Effects from a 90-day inhalation toxicity study with cerium oxide and barium sulfate nanoparticles in rats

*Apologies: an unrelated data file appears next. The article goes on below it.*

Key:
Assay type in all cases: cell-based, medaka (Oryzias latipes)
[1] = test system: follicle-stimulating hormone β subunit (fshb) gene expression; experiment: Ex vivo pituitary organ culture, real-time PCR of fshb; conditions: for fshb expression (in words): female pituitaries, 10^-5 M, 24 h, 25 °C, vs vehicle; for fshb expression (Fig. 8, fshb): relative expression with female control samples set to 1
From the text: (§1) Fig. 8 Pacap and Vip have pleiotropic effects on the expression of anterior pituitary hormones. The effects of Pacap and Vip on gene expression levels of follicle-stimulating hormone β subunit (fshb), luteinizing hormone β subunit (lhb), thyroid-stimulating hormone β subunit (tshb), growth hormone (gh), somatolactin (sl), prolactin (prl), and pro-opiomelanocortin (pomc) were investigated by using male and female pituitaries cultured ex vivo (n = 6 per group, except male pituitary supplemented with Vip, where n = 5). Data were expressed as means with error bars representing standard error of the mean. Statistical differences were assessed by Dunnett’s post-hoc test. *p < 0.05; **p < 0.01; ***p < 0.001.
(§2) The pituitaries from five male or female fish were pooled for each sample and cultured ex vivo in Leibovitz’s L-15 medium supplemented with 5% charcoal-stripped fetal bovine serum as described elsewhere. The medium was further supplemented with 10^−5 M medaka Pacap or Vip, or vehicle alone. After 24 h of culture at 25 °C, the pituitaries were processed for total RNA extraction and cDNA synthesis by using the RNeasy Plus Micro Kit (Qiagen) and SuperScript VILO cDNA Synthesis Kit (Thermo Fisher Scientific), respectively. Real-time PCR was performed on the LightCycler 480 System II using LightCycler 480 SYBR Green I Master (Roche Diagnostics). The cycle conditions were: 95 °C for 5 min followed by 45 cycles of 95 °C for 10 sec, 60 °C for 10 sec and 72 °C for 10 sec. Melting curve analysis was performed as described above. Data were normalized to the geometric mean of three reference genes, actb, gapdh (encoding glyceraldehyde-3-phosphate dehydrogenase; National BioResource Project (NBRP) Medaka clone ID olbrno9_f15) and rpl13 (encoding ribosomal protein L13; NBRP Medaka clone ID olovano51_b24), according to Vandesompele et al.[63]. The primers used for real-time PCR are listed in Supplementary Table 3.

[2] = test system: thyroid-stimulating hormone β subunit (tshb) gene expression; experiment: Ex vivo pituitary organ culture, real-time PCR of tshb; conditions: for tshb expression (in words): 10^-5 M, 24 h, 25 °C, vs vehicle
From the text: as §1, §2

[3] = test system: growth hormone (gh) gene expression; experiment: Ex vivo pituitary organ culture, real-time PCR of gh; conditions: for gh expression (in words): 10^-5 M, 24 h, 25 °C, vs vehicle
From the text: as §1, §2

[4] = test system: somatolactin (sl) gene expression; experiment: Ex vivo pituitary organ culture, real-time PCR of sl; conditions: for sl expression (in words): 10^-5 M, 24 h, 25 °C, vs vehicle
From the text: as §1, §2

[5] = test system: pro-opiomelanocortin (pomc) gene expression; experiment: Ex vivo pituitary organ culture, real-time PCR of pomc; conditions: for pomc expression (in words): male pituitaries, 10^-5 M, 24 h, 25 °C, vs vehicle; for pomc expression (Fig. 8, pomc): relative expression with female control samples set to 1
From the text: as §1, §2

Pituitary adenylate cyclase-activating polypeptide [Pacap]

Background: Nanomaterials like cerium oxide and barium sulfate are frequently processed in industrial and consumer products and exposure of humans and other organisms is likely. Generally less information is given on health effects and toxicity, especially regarding long-term exposure to low nanoparticle doses. Since inhalation is still the major route of uptake the present study focused on pulmonary effects of CeO2NM-212 (0.1, 0.3, 1.0, 3.0 mg/m(3)) and BaSO4NM-220 nanoparticles (50.0 mg/m(3)) in a 90-day exposure setup. To define particle-related effects and potential mechanisms of action, observations in histopathology, bronchoalveolar lavage and immunohistochemistry were linked to pulmonary deposition and clearance rates. This further allows evaluation of potential overload related effects. Results: Lung burden values increased with increasing nanoparticle dose levels and ongoing exposure. At higher doses, cerium clearance was impaired, suggesting lung overload. Barium elimination was extremely rapid and without any signs of overload. Bronchoalveolar lavage fluid analysis and histopathology revealed lung tissue inflammation with increasing severity and post-exposure persistency for CeO2. Also, marker levels for genotoxicity and cell proliferation were significantly increased. BaSO4 showed less inflammation or persistency of effects and particularly affected the nasal cavity. Conclusion: CeO2 nanoparticles penetrate the alveolar space and affect the respiratory tract after inhalation mainly in terms of inflammation. Effects at low dose levels and post-exposure persistency suggest potential long-term effects and a notable relevance for human health. The generated data might be useful to improve nanoparticle risk assessment and threshold value generation. Mechanistic investigations at conditions of non-overload and absent inflammation should be further investigated in future studies.